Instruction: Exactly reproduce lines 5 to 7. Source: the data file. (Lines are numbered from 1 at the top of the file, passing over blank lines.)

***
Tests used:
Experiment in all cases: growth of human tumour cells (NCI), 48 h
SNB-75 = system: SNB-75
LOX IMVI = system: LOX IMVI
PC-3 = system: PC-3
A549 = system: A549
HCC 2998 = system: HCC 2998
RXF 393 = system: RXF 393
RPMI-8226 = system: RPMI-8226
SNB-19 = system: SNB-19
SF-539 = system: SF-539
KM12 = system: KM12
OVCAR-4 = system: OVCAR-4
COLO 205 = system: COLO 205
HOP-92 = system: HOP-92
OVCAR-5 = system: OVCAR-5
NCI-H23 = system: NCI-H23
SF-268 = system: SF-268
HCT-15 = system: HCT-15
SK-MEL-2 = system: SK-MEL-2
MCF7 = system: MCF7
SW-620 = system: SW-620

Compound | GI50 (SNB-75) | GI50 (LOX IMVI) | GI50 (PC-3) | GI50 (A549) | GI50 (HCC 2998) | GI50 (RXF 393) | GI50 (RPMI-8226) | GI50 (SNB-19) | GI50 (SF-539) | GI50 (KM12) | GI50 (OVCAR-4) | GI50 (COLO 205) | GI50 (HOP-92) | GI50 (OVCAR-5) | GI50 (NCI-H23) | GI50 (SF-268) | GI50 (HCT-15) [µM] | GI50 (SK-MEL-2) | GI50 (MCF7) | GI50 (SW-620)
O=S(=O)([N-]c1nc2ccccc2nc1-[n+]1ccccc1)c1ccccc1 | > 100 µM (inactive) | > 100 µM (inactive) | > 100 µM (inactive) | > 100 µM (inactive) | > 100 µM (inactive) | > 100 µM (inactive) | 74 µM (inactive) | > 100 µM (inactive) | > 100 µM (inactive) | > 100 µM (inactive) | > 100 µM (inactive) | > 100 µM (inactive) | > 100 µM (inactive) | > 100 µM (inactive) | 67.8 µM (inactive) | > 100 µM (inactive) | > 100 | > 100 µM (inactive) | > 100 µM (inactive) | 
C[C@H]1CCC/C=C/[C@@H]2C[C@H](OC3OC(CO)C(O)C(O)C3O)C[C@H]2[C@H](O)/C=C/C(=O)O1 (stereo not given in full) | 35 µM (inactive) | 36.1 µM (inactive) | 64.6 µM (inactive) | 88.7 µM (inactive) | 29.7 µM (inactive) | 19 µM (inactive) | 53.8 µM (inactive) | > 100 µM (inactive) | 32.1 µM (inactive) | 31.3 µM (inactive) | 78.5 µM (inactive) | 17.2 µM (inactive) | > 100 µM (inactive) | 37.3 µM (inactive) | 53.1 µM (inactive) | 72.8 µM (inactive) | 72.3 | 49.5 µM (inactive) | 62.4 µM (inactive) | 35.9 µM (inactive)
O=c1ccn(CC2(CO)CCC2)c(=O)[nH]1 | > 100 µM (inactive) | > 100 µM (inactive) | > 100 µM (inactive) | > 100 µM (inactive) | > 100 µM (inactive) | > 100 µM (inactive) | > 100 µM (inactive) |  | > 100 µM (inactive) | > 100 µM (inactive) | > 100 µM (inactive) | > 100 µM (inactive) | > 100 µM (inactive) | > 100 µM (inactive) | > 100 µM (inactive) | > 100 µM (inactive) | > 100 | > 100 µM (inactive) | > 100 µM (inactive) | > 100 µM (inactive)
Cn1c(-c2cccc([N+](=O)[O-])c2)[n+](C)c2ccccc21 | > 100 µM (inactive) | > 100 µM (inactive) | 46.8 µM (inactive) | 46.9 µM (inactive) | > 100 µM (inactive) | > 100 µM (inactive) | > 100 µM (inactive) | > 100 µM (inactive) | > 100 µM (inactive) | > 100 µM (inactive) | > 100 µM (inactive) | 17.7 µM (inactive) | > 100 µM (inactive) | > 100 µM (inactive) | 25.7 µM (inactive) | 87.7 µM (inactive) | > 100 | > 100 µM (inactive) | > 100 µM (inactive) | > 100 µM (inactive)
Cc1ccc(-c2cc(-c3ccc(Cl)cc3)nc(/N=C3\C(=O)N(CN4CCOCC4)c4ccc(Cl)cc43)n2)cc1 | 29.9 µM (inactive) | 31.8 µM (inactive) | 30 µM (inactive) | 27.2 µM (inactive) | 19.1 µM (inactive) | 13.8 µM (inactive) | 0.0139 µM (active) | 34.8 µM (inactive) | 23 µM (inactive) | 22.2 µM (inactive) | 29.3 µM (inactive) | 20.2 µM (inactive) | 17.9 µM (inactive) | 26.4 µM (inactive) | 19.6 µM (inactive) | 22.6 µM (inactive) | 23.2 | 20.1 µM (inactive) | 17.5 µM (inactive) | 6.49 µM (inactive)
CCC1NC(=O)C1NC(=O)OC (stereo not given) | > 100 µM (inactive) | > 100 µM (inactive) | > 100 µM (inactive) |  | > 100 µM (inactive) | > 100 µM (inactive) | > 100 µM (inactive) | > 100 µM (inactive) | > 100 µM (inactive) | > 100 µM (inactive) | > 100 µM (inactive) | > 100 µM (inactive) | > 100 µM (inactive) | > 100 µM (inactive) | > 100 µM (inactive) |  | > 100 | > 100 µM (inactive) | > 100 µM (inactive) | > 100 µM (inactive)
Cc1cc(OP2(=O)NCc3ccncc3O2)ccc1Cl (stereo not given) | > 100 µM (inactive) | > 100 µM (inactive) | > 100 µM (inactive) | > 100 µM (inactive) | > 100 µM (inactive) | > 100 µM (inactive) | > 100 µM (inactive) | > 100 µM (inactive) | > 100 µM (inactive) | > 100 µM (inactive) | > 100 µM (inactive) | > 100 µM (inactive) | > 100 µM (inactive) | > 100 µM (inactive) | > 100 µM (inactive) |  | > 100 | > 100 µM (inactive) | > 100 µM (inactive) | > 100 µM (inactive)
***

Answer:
PC-3 = system: PC-3
A549 = system: A549
HCC 2998 = system: HCC 2998